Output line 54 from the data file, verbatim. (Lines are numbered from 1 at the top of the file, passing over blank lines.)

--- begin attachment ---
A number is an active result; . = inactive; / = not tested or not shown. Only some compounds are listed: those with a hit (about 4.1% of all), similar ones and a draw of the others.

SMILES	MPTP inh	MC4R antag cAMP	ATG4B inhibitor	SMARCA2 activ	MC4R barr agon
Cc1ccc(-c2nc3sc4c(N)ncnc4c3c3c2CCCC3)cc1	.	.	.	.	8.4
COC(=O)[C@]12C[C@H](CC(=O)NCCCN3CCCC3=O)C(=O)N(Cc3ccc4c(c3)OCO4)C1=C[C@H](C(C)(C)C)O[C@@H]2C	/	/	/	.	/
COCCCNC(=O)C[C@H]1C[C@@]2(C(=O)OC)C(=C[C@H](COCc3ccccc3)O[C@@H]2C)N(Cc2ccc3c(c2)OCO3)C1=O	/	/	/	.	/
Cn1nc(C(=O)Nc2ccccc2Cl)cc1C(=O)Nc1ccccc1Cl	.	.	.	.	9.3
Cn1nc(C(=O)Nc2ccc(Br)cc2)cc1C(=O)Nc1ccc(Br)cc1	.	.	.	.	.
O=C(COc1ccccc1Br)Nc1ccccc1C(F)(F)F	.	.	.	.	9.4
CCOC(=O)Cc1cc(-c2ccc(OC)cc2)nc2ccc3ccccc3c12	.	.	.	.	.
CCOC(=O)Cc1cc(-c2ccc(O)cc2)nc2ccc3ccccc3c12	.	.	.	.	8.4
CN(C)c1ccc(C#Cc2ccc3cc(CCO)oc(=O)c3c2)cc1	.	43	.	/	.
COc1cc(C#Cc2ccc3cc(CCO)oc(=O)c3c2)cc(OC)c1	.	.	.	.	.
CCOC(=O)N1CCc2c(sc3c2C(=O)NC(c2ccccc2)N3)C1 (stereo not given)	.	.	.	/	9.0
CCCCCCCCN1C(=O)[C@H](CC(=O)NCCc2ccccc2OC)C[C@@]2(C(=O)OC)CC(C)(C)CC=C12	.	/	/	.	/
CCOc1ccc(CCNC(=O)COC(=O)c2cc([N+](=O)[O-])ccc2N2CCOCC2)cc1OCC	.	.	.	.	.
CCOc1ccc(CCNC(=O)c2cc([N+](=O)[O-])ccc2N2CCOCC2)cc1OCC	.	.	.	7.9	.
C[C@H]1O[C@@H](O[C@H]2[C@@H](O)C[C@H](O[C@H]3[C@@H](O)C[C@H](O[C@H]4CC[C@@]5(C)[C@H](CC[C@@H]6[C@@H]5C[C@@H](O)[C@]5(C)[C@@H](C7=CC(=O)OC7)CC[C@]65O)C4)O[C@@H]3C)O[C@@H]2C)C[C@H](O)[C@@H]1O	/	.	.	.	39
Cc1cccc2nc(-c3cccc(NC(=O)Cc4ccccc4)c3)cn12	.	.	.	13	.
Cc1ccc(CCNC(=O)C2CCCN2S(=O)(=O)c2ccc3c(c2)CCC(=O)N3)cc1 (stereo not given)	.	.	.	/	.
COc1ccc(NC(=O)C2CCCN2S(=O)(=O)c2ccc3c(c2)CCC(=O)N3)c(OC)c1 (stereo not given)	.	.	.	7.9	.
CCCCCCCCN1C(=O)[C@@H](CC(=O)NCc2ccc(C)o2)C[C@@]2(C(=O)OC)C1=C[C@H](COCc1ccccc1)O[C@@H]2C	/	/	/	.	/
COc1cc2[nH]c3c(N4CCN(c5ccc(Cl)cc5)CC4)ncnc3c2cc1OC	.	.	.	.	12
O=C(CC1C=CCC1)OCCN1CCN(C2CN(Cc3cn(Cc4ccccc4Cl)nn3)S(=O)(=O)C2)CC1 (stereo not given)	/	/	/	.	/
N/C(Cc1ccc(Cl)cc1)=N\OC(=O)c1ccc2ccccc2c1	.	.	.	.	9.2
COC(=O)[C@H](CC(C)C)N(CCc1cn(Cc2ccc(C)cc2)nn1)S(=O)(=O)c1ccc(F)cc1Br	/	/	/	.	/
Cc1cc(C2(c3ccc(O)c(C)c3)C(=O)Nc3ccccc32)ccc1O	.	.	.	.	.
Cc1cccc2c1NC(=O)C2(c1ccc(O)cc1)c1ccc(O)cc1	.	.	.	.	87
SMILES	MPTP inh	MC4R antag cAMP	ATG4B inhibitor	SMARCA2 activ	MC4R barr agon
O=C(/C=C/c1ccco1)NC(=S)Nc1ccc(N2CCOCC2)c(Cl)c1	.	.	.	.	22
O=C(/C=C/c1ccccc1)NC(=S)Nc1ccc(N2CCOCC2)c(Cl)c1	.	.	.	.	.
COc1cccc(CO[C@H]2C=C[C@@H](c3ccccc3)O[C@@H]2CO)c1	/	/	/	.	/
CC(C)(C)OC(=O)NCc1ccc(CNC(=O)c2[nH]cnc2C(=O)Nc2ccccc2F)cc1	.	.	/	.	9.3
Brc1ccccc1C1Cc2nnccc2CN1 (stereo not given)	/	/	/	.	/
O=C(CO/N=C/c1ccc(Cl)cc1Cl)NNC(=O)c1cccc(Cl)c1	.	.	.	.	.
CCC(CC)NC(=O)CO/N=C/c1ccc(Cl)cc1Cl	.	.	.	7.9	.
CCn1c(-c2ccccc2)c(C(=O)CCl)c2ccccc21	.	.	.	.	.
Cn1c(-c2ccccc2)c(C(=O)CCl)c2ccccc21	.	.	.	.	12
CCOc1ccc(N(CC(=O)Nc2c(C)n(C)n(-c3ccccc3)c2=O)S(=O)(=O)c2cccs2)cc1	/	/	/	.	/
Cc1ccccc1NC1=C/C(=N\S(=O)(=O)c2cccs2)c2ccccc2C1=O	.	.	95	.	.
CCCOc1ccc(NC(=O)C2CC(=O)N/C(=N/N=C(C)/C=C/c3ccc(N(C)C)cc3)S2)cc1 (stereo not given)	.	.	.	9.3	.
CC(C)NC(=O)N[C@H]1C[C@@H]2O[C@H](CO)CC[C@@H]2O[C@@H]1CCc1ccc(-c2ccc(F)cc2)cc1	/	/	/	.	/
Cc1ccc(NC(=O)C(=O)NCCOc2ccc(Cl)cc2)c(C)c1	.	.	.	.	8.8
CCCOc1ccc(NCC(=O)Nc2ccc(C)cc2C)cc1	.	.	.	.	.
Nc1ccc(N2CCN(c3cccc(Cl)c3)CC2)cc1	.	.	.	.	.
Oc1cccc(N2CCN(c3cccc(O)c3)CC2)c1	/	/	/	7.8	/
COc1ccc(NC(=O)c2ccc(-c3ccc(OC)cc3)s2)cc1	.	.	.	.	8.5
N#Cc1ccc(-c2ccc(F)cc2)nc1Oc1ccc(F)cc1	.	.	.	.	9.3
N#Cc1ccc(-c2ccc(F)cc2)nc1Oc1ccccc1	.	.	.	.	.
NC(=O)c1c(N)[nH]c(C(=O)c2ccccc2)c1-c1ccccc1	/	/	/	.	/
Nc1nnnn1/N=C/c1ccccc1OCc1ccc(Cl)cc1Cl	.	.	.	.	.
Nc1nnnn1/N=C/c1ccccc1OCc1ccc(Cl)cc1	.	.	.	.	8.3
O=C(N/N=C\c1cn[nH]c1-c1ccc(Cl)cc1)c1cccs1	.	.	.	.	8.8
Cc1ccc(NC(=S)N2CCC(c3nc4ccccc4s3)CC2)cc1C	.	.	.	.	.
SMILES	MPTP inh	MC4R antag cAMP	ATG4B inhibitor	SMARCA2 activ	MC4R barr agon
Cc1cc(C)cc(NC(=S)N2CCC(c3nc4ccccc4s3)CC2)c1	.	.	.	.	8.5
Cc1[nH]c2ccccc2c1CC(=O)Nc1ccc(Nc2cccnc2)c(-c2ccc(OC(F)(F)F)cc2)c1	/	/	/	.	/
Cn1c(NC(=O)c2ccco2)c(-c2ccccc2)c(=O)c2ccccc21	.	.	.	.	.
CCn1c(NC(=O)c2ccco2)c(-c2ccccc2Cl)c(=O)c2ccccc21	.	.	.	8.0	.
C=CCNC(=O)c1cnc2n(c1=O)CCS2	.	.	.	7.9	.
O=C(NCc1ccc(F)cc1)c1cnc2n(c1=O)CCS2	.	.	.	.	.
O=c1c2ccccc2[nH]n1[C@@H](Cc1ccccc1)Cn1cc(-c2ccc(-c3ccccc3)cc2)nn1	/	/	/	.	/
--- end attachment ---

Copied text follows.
SMILES	MPTP inh	MC4R antag cAMP	ATG4B inhibitor	SMARCA2 activ	MC4R barr agon